A.

For the practical implementation of GCSL, we parametrize the policy as a neural network that takes in state, goal, and horizon as input and outputs a parameterized action distribution. We find that omitting the horizon from the input to the policy still provides good results, despite the formulation suggesting that the optimal policy is most likely non-Markovian. We speculate that this is due to optimal actions changing only mildly with different horizons in our tasks. Full details about the implementation for GCSL are presented in Appendix A.1.

Figure 2: Evaluation Tasks: For each of the following tasks, we evaluate our algorithm using low-dimensional sensory data and pixel observations: (Left)  2D Navigation, (Center)  robotic pushing, and (Right)  Lunar Lander.
Figure 3: State-based tasks:

GCSL is competitive with state-of-the-art off-policy value function RL algorithms for goal-reaching from low-dimensional sensory observations. Shaded regions denote the standard deviation across 3 random seeds (lower is better).

Figure 4: Image-based tasks: On three tasks with image observations, GSCL achieves similar performance to a state-of-the-art baseline, TD3, while being substantially simpler. Shaded regions denote the standard deviation across 3 random seeds (lower is better).

5.2 Learning Goal-Conditioned Policies

We evaluate the effectiveness of GCSL for reaching goals on the domains visualized in Figure 2, both from low-dimensional proprioception and from images. To better understand the performance of our algorithm, we compare to two families of reinforcement learning algorithms for solving goal-conditioned tasks. First, we consider off-policy temporal-difference RL algorithms, particularly TD3-HER (Eysenbach et al., 2019; Held et al., 2018), which uses hindsight experience replay to more efficiently learn goal-conditioned value functions. TD3-HER requires significantly more machinery than the relatively simple GCSL algorithm: it maintains a policy, a value function, a target policy, and a target value function, all which are required to prevent degradation of the learning procedure. We also compare with TRPO (Schulman et al., 2015), an on-policy reinforcement learning algorithm that cannot leverage data relabeling, but is known to provide more stable optimization than off-policy methods. Because these methods cannot relabel data, we provide an epsilon-ball reward corresponding to reaching the goal. Details for the training procedure for these comparisons, along with hyperparameter and architectural choices, are presented in Appendix A.2. Videos and further details can be found at https://sites.google.com/view/gcsl/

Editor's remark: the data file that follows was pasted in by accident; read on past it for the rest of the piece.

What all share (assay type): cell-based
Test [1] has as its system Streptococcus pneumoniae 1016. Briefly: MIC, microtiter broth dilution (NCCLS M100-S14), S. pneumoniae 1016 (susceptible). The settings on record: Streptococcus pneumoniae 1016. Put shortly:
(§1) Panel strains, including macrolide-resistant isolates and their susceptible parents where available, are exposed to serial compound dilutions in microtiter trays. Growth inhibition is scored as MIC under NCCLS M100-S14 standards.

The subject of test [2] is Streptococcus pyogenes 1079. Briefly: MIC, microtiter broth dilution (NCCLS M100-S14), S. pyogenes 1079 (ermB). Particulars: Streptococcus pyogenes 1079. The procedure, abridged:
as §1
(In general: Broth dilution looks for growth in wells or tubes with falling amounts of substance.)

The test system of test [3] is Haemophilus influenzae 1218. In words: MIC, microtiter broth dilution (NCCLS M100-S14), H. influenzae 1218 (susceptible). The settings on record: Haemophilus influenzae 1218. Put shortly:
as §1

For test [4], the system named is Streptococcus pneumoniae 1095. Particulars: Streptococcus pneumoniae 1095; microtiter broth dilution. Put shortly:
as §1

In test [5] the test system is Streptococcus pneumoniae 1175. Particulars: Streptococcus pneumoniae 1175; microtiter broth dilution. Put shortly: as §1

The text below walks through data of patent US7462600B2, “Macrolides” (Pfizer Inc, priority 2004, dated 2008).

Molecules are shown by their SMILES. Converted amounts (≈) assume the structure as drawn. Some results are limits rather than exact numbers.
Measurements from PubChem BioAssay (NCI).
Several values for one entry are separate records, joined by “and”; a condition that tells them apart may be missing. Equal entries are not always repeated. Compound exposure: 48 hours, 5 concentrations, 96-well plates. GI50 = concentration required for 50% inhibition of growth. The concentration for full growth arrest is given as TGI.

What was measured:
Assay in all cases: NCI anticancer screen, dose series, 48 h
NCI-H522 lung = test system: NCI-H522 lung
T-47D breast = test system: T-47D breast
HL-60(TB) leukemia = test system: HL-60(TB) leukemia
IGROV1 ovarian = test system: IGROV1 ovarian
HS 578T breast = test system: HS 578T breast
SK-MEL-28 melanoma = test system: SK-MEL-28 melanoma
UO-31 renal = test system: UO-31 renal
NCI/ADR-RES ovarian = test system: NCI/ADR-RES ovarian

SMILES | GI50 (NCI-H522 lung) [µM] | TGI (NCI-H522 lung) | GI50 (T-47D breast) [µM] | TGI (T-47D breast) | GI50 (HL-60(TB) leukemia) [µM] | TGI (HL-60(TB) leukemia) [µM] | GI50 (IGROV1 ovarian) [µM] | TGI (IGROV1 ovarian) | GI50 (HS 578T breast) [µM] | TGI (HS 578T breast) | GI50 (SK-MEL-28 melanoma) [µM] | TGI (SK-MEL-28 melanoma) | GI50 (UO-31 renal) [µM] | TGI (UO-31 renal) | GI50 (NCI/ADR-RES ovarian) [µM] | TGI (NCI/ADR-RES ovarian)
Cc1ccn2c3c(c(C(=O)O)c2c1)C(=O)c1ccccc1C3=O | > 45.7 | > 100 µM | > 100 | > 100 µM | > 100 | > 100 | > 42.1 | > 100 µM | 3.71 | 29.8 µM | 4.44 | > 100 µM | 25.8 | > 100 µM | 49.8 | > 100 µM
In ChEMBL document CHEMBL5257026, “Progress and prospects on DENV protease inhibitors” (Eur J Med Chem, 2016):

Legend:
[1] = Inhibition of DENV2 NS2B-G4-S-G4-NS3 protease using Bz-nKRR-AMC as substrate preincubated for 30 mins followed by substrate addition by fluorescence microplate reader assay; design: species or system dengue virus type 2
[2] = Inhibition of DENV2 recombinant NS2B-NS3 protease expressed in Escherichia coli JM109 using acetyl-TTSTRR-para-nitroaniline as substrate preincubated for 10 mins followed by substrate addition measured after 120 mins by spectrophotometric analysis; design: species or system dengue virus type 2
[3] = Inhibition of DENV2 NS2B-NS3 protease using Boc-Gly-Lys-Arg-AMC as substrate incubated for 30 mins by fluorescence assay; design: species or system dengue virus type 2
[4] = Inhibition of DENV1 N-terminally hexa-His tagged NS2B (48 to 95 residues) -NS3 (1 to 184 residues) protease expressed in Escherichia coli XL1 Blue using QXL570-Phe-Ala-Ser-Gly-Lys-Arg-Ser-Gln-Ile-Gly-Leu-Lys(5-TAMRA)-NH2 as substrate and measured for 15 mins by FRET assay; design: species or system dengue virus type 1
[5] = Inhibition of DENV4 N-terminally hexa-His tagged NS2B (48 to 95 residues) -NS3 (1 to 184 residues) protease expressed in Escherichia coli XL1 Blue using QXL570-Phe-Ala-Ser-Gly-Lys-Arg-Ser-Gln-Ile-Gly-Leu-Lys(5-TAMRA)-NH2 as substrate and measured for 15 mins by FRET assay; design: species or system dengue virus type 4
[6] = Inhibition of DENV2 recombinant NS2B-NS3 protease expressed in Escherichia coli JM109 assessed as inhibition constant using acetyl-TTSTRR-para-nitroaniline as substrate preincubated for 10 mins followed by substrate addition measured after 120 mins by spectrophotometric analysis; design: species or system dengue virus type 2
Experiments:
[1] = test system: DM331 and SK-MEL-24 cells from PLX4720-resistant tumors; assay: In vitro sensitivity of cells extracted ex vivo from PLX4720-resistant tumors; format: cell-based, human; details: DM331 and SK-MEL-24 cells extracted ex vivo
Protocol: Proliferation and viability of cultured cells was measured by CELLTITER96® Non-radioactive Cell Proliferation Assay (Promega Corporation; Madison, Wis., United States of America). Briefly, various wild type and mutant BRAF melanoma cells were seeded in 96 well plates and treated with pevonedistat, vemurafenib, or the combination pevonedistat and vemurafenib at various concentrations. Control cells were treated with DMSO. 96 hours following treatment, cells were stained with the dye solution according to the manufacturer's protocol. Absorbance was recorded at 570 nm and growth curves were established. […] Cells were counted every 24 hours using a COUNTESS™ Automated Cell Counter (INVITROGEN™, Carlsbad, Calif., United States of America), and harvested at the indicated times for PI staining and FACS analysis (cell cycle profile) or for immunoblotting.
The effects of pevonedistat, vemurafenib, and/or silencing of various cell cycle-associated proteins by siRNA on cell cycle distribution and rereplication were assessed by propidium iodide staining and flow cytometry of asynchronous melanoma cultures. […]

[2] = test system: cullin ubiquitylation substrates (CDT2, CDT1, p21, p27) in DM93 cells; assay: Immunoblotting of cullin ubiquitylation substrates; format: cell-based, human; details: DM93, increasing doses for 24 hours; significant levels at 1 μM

We first investigate the learning performance of these algorithms from low-dimensional state observations, as shown in Figure 3. We find that on the pushing and Lunar Lander domains, GCSL is able to reach a larger set of goals more consistently than either RL algorithm. TD3 is competitive on the navigation task; however, on the other domains that require synthesis of more complicated skills, the algorithm makes little to no learning progress. Given a limited amount of data, TRPO performs poorly as it cannot relabel or reuse data, and so cannot match the performance of the other two algorithms. When scaling these algorithms to image-based domains, which we evaluate in Figure 4, we find that GCSL is still able to learn goal-reaching behaviors on several of these tasks, albeit slower than from state. For most tasks, from both state and images, GCSL is able to reach within 80% of the desired goals and learn at a rate comparable to or better than previously proposed off-policy RL methods. This evaluation demonstrates that simple iterative self-imitation is a competitive scheme for reaching goals in challenging environments which scales favorably with dimensionality of state and complexity of behaviors.